You should always compile the 10 sections of a business not only with proper due diligence but also in a manner that creates an opportunity to completely hook an investor. Ultimately, every section of the business plan has a unique purpose.
Executive Summary: This is the business plan’s main hook. The section will clearly detail your product, the scope and needs of your market, and the unique qualifications your company possesses to fill said needs. Solid executive summaries will be good enough they convince even the busiest investor to take time out to read the entire plan.
Company Analysis: This would be your chance to place all your business’ accomplishments at the forefront. A clear timeline of milestones shows that your business or management team succeed in its past performances and also maintains an “unfair advantage” an example of which would be proprietary technology.
Industry Analysis: This provides the clear proof you know the entire industry inside and out and that comprises the many other overlapping industries in which your business can be found. The analysis will also include full industry data from reputable sources and also info on niche trends. Just be sure to be specific.
Customer Analysis: Your customer relationships are presented in a clear map. On this map you must demonstrate that you understand you customer better than any other company around. You will demonstrate a working knowledge of niche markets, demographics, psychological profiles, and many other critically helpful bits of customer info.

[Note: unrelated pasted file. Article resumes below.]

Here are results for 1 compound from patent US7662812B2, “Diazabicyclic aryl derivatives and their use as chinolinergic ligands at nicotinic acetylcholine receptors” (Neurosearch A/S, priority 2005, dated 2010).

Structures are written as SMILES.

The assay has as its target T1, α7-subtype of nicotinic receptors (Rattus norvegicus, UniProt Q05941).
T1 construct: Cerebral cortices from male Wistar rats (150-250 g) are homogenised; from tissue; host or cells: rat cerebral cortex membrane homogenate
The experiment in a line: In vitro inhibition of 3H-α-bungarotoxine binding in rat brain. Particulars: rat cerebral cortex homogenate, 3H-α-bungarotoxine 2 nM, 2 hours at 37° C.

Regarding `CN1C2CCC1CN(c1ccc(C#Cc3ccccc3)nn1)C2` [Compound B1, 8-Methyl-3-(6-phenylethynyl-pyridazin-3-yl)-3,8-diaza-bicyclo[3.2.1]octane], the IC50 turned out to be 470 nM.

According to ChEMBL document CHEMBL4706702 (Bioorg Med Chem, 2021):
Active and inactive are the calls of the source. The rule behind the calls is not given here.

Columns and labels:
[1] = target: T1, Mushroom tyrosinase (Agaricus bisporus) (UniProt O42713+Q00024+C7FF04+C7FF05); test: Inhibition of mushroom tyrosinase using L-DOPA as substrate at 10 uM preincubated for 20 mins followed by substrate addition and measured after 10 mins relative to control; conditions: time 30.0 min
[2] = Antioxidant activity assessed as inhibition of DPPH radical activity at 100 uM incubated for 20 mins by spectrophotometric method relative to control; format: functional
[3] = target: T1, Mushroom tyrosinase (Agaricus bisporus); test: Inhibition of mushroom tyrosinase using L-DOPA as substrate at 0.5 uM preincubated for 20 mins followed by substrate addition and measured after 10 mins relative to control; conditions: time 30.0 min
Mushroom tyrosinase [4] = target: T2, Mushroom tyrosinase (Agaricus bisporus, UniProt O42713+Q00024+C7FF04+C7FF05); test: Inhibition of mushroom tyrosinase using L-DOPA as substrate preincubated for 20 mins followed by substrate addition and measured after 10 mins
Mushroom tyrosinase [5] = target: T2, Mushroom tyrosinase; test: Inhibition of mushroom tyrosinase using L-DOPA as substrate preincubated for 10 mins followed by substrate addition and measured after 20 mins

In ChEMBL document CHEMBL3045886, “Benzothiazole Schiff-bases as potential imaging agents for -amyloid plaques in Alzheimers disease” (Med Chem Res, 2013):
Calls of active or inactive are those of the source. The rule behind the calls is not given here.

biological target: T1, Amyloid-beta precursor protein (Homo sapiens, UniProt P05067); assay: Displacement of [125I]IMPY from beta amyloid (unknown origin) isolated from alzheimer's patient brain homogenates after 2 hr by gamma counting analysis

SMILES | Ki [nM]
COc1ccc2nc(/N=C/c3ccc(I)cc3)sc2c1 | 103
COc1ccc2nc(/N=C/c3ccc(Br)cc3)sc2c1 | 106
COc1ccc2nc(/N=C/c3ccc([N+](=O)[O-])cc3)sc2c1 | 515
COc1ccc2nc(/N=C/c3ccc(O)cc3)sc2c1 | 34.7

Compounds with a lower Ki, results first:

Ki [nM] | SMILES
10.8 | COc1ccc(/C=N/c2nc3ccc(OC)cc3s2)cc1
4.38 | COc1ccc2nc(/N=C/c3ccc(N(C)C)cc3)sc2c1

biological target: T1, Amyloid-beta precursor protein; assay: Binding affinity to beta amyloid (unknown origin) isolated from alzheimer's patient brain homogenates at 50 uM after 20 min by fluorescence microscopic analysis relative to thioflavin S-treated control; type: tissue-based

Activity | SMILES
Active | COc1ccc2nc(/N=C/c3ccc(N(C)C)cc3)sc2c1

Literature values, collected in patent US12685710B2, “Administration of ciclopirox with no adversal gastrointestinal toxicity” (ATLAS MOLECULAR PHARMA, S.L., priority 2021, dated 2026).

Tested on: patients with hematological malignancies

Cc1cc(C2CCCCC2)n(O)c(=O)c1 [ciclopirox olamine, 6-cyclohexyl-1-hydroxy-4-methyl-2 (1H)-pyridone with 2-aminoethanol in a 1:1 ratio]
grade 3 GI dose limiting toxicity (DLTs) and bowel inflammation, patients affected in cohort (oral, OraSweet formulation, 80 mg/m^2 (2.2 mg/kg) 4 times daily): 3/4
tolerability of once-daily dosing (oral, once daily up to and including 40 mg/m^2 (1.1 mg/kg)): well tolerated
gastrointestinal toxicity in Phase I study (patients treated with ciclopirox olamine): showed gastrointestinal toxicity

Competitive Analysis: You could consider this component to be your statement of proof that you know your opponent. Remember, your competition is not only the public companies operating in your industry. The truth is that any product or service which can deliver on the same needs as what you offer can be considered competition and this includes any actions taken on the part of the customers themselves. So, be sure to effectively describe the strengths and weaknesses of your competition in this section.
Marketing Plan: The marketing plan needs to be defined by the Four P’s: product, promotions, price and place.
You need to totally explain the product,, how you intend to promote said product, detail the pricing, and point out your distribution channels. It is critical to be as specific as possible in order to show all your investors you can sell your product to interested customers.
Operations Plan: This plan details how you will service customers. You will also present your company’s day to day activities and the long term processes it engages in. You must present the projected dates of product releases, milestones for revenue, formations of partnerships, the securing of customer contracts, IPO and future funding rounds, and the hiring process. Within this plan, investors are looking for the payouts on their capital which are sometimes referred to as exits.
Management Team: A strong management team can be considered the true engine of a company success. Within this section you can include bios of your team members and even the Board Members. Your info should include prior accomplishments that have shown the company has succeeded in its endeavors and is on a path towards growth. Be sure to take the steps of filling in any management gaps with an explanation of how things were run during the transmission from one manager to another.
Financial Plan: Investors will spend an enormous amount of time looking over a business financial plan since it will detail how a business will provide the profit generating rewards they seek. Future projections (via a pro forma statement) need to include data such as operating margins, dates for the rates of market penetration, employee head counts, mergers and IPOs, and acquisitions. Be sure everything on such a statement is as close to actual reality as possible.
Business Plan Appendix: Overflow documentation. When you wish to back up the claims you made on your executive summary, financial plan, and other parts of the document, you will want to detail such proof on this section. You will find technical drawings, letters from clients and business associates, patent information, and a complete list of customers or competitors.